How do you address a fear of public speaking (glossophobia)? Well, you could start practicing in front of a mirror. You could then start speaking to someone you trust, behind a closed door. Perhaps after that you could progress to a few family members and friends. Practice this religiously and maybe one day you will find yourself speaking confidently in front of a crowd of hundreds. The solution, really, is simple: you expose yourself to your fear. You face it. You conquer it.
How do you address a fear of strangers (xenophobia)? Similarly, it requires nothing but exposure: meeting new people as often as possible, until your brain and body come to a funny realization: “Maybe this isn’t even that bad…” This is a technique commonly used in a therapeutic practice known as exposure therapy – and it works.
What We’re All Afraid Of
Though you may not be afraid of public speaking or strangers, it is likely that we all share one fear in common: the fear of embarrassment. Humans are hard-wired to avoid public ridicule – it would do nothing but hurt their status in their social circle, rendering them less likely to establish relationships (both platonic and romantic). This is why we experience those fight-or-flight symptoms whenever there is the prospect of embarrassment on the horizon. Your heart is racing and your palms are sweaty because of thousands of years of evolutionary and social learning. And yet, there is a way we can conquer it.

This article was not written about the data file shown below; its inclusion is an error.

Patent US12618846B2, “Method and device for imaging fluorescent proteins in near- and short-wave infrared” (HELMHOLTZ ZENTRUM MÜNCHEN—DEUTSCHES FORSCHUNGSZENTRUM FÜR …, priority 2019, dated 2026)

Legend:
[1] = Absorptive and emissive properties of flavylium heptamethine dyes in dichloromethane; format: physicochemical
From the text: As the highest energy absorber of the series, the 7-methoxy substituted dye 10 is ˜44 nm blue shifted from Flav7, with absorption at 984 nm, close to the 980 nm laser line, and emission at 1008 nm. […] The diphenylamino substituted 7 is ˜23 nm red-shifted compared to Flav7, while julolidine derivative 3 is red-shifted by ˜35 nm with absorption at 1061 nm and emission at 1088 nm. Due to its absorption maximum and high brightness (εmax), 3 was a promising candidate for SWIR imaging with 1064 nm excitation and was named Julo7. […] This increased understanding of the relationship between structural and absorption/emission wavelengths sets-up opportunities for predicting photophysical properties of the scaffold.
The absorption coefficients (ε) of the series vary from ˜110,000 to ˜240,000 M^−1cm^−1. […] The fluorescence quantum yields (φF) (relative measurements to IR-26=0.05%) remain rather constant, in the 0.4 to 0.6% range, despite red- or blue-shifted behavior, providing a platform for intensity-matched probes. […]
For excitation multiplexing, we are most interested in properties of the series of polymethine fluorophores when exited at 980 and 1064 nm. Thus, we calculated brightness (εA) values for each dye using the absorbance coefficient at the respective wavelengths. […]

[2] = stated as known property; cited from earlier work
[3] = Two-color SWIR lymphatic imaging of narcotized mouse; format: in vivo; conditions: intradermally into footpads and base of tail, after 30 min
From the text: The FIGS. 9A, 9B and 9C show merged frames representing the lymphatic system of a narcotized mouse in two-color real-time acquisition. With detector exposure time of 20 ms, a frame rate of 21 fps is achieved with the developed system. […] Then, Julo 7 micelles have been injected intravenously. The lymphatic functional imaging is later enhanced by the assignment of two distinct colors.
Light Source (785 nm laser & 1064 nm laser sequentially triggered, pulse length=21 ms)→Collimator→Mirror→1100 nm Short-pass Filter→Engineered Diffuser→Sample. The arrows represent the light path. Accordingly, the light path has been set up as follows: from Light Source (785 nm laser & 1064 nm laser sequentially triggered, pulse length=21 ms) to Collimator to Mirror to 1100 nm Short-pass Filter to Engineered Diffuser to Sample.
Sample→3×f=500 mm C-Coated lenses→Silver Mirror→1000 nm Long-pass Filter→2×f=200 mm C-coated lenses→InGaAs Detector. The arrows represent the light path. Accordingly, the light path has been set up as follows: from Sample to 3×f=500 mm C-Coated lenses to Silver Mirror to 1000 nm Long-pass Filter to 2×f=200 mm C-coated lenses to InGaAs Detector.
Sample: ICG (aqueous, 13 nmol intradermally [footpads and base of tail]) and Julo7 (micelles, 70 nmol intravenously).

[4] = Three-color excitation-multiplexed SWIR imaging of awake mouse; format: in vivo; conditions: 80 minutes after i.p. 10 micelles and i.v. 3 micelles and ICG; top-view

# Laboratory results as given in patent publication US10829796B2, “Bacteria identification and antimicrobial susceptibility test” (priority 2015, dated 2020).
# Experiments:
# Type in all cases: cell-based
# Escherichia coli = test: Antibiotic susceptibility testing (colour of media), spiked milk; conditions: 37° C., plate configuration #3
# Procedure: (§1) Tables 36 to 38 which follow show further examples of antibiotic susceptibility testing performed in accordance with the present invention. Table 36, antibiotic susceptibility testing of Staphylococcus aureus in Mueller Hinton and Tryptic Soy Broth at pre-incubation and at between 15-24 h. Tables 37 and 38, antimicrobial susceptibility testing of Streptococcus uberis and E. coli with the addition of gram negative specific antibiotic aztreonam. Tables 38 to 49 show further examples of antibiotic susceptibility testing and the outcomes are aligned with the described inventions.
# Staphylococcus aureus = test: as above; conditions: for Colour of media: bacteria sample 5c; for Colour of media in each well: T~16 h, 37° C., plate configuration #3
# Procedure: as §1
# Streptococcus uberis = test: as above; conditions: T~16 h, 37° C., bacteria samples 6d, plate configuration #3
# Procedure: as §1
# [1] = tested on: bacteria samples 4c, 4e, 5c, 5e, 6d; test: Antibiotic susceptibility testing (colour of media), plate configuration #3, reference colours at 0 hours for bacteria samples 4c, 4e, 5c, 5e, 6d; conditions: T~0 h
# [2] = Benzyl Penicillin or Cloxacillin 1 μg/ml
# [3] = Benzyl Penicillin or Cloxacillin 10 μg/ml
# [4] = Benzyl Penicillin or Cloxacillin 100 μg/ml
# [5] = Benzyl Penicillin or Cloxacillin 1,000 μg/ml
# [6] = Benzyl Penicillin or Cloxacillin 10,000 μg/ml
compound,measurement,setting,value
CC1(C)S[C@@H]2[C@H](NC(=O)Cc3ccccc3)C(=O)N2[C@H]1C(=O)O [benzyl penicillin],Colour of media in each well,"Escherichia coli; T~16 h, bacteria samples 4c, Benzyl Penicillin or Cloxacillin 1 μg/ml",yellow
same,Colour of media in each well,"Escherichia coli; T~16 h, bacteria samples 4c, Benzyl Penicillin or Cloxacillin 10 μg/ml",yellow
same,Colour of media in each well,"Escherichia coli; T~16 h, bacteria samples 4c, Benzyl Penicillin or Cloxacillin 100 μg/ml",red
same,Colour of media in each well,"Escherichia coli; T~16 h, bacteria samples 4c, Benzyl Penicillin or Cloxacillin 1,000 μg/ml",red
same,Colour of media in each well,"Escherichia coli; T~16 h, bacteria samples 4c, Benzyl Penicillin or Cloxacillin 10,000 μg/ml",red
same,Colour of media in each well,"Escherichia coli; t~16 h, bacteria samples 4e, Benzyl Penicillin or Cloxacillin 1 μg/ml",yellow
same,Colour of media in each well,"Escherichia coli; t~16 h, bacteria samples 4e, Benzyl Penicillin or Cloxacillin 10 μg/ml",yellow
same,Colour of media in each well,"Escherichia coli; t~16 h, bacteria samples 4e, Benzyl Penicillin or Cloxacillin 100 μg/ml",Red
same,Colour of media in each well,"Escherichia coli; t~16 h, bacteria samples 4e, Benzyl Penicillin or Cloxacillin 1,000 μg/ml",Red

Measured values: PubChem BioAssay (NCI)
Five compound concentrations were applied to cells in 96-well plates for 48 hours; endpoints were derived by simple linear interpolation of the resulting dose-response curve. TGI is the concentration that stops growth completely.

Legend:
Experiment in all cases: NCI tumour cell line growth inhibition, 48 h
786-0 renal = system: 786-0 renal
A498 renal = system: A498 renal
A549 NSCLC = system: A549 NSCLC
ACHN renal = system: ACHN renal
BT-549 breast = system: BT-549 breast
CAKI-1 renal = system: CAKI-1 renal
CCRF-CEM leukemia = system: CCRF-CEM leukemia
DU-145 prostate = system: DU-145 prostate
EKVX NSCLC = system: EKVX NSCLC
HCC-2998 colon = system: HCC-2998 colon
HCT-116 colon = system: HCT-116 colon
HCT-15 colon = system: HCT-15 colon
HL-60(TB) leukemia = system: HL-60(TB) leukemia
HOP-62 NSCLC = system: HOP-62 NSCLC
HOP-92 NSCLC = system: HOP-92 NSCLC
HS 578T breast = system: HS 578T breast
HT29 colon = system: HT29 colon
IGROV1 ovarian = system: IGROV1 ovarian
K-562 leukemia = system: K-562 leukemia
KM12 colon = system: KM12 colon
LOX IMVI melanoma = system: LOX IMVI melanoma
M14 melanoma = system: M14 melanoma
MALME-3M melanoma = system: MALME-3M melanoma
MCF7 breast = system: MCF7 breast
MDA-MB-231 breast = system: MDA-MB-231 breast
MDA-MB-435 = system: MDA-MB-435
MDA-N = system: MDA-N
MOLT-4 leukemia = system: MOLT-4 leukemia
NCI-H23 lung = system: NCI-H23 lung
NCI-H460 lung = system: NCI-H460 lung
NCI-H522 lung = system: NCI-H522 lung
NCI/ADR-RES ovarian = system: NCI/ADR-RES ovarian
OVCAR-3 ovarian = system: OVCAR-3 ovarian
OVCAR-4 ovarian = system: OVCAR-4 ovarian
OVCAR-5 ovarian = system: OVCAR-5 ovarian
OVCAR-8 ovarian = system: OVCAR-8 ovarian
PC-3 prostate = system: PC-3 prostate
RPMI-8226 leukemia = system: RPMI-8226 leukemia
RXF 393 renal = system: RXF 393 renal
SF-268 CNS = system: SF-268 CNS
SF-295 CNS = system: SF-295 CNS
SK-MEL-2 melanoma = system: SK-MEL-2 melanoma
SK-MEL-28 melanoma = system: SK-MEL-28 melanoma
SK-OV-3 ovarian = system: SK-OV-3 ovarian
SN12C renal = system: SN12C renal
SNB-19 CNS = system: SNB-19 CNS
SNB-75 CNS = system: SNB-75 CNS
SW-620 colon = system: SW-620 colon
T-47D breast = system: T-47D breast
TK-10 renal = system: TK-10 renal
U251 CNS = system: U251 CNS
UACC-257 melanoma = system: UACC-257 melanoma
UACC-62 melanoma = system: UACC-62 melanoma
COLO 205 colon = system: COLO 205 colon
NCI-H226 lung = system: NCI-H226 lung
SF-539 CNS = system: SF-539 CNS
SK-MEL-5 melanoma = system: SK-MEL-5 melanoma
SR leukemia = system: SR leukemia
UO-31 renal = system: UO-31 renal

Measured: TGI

How do you address a fear of embarrassment and public ridicule (katagelophobia)? Simply put, you make a fool of yourself. You put yourself in positions where the risks of embarrassment, judgement and criticism are high. You tell the bad joke when it comes to your head and let people ridicule you for it. You dance your heart out in front of everybody even though you look like an uncoordinated monkey. You sing your favourite song when it comes on, at the top of your lungs, even though you couldn’t hit a note if your life depended on it. You do these things to expose yourself to the fear. You do these things to conquer the fear. Because, at the end of the day, you might just realize, “Hey, this isn’t that bad!”
“The best way out is always through.” – Robert Frost